• "Well Formed" XML document
--correct XML syntax
• "Valid" XML document
– “well formed”
– Conforms to the rules of a DTD (Document Type
• XML DTD
– defines the legal building blocks of an XML
– Can be inline in XML or as an external reference
• XML Schema
– an XML based alternative to DTD, more powerful
– Support namespace and data types
• XML documents do not carry information about how to
display the data
• We can add display information to XML with
– CSS (Cascading Style Sheets)
– XSL (eXtensible Stylesheet Language) --- preferred
XML support in IE 5.0+
Internet Explorer 5.0 has the following XML
• Viewing of XML documents
• Full support for W3C DTD standards
• Binding XML data to HTML elements
• Transforming and displaying XML with XSL
• Displaying XML with CSS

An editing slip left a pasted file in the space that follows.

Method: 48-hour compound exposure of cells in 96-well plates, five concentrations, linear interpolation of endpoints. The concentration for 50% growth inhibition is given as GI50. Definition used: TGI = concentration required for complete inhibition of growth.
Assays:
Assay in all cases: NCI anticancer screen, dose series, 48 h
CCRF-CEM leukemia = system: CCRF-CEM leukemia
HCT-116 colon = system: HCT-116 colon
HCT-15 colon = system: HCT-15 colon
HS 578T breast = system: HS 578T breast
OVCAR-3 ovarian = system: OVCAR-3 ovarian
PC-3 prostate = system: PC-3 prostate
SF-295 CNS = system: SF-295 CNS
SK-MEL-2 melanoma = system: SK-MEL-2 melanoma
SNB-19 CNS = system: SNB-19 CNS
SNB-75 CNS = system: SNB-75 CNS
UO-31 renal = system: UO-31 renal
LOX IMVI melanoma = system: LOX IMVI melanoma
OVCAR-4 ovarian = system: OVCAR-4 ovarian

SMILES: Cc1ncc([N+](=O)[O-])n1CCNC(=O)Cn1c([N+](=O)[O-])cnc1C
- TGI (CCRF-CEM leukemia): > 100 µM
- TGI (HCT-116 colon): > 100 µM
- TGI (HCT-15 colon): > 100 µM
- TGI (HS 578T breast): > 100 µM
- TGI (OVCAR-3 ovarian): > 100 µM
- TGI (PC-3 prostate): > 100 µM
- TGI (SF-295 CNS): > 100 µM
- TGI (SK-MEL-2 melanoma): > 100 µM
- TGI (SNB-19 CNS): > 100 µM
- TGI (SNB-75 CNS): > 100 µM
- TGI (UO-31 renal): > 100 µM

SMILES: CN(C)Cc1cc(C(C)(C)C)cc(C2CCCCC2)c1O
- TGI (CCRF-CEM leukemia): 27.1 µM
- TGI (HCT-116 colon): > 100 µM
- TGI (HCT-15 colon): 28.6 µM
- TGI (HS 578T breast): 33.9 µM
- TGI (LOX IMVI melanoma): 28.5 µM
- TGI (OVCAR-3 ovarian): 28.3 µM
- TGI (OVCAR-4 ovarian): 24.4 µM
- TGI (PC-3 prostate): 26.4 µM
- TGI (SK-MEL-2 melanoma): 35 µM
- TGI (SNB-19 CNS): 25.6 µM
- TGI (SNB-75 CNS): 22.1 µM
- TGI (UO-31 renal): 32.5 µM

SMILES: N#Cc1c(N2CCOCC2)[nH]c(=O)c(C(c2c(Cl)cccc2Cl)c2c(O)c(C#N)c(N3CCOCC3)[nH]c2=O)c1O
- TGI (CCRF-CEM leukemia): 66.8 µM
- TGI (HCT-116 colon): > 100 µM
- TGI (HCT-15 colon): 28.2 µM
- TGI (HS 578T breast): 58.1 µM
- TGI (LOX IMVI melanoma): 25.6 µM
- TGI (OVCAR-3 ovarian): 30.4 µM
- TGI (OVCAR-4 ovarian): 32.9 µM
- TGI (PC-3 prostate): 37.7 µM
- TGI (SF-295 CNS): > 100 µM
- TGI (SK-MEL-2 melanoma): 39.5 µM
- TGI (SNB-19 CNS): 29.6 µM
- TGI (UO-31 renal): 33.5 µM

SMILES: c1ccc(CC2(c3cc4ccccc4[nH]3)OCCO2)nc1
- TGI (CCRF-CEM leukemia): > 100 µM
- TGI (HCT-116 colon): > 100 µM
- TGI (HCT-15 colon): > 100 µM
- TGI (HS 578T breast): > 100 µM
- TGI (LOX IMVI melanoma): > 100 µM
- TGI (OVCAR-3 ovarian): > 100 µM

• Access to the XML DOM (Document Object Model)
*Netscape 6.0 also have full XML support
• XML uses the concept of document type and
hence a DTD (Document Type Definition) to
• XML with DTD is self descriptive
• XML separates data from display formats
• XML can be used as a format to exchange data
XML Syntax consists of
• XML Declaration
• XML Elements
• XML Attributes
• The first line of an XML document
should always consist of an XML
declaration defining the version of XML
Main Components of an XML
• Elements: <hello>
• Attributes: <item id=“33905”>
• Entities: < (<)
• Advanced Components
– CData Sections
– Processing Instructions
• XML attributes are used to describe XML
elements or to provide additional information
• Attributes provide additional information that
is not part of the data.
• <Book no=“99-2456” media=“CD”></Book>
• XML elements can have attributes in
name/value pairs as in HTML.
• Attributes must always be in quotes.
Either single or double quotes are valid,
though double quotes are most
• Attributes are always contained within
the start tag of an element.
Attributes Vs. Elements
Case 1 ( Attributes)
< Book no= “99-2356”type= “CD”>
Where elements scores over attributes
• Elements can describe structure but not
• Attributes are more difficult to manipulate
by program code than elements
• Attribute values are difficult to validate
against a DTD
• Its ability to describe data